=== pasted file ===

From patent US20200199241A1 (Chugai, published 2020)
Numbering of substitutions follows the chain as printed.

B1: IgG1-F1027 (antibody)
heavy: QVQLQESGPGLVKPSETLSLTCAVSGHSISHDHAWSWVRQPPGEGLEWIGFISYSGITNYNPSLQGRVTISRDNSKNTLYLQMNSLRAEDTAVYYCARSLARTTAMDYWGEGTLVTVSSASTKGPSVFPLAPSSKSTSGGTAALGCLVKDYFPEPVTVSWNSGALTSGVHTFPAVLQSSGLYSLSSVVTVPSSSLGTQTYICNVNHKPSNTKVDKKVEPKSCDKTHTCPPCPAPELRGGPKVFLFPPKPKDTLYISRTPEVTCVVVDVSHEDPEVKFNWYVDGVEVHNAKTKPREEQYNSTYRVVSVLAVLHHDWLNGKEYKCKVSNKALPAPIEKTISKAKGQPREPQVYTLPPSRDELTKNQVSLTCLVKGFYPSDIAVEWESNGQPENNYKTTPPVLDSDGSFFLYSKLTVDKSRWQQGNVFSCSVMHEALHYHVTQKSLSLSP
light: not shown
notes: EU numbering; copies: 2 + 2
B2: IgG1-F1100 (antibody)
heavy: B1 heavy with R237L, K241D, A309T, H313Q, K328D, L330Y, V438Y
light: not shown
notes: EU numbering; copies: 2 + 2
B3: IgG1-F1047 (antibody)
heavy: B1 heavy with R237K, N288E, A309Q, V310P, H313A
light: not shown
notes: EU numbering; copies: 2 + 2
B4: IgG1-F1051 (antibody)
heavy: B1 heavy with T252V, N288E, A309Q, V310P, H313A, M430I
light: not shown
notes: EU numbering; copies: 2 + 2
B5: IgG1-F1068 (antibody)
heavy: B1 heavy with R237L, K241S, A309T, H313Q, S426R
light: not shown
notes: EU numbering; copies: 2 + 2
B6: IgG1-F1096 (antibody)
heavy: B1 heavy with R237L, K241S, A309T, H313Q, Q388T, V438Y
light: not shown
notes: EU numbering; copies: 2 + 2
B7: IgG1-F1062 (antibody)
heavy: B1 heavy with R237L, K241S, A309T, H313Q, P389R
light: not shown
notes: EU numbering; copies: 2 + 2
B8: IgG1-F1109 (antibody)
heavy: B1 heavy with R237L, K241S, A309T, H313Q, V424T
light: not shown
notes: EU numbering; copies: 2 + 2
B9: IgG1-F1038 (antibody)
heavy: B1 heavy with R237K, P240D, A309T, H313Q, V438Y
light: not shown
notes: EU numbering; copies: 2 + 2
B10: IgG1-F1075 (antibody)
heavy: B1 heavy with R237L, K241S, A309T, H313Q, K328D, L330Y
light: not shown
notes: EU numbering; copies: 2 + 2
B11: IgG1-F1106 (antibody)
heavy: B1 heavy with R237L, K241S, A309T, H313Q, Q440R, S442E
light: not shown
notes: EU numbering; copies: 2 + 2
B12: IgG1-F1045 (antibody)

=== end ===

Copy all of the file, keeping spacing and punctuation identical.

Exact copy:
From patent US20200199241A1 (Chugai, published 2020)
Numbering of substitutions follows the chain as printed.

B1: IgG1-F1027 (antibody)
heavy: QVQLQESGPGLVKPSETLSLTCAVSGHSISHDHAWSWVRQPPGEGLEWIGFISYSGITNYNPSLQGRVTISRDNSKNTLYLQMNSLRAEDTAVYYCARSLARTTAMDYWGEGTLVTVSSASTKGPSVFPLAPSSKSTSGGTAALGCLVKDYFPEPVTVSWNSGALTSGVHTFPAVLQSSGLYSLSSVVTVPSSSLGTQTYICNVNHKPSNTKVDKKVEPKSCDKTHTCPPCPAPELRGGPKVFLFPPKPKDTLYISRTPEVTCVVVDVSHEDPEVKFNWYVDGVEVHNAKTKPREEQYNSTYRVVSVLAVLHHDWLNGKEYKCKVSNKALPAPIEKTISKAKGQPREPQVYTLPPSRDELTKNQVSLTCLVKGFYPSDIAVEWESNGQPENNYKTTPPVLDSDGSFFLYSKLTVDKSRWQQGNVFSCSVMHEALHYHVTQKSLSLSP
light: not shown
notes: EU numbering; copies: 2 + 2
B2: IgG1-F1100 (antibody)
heavy: B1 heavy with R237L, K241D, A309T, H313Q, K328D, L330Y, V438Y
light: not shown
notes: EU numbering; copies: 2 + 2
B3: IgG1-F1047 (antibody)
heavy: B1 heavy with R237K, N288E, A309Q, V310P, H313A
light: not shown
notes: EU numbering; copies: 2 + 2
B4: IgG1-F1051 (antibody)
heavy: B1 heavy with T252V, N288E, A309Q, V310P, H313A, M430I
light: not shown
notes: EU numbering; copies: 2 + 2
B5: IgG1-F1068 (antibody)
heavy: B1 heavy with R237L, K241S, A309T, H313Q, S426R
light: not shown
notes: EU numbering; copies: 2 + 2
B6: IgG1-F1096 (antibody)
heavy: B1 heavy with R237L, K241S, A309T, H313Q, Q388T, V438Y
light: not shown
notes: EU numbering; copies: 2 + 2
B7: IgG1-F1062 (antibody)
heavy: B1 heavy with R237L, K241S, A309T, H313Q, P389R
light: not shown
notes: EU numbering; copies: 2 + 2
B8: IgG1-F1109 (antibody)
heavy: B1 heavy with R237L, K241S, A309T, H313Q, V424T
light: not shown
notes: EU numbering; copies: 2 + 2
B9: IgG1-F1038 (antibody)
heavy: B1 heavy with R237K, P240D, A309T, H313Q, V438Y
light: not shown
notes: EU numbering; copies: 2 + 2
B10: IgG1-F1075 (antibody)
heavy: B1 heavy with R237L, K241S, A309T, H313Q, K328D, L330Y
light: not shown
notes: EU numbering; copies: 2 + 2
B11: IgG1-F1106 (antibody)
heavy: B1 heavy with R237L, K241S, A309T, H313Q, Q440R, S442E
light: not shown
notes: EU numbering; copies: 2 + 2
B12: IgG1-F1045 (antibody)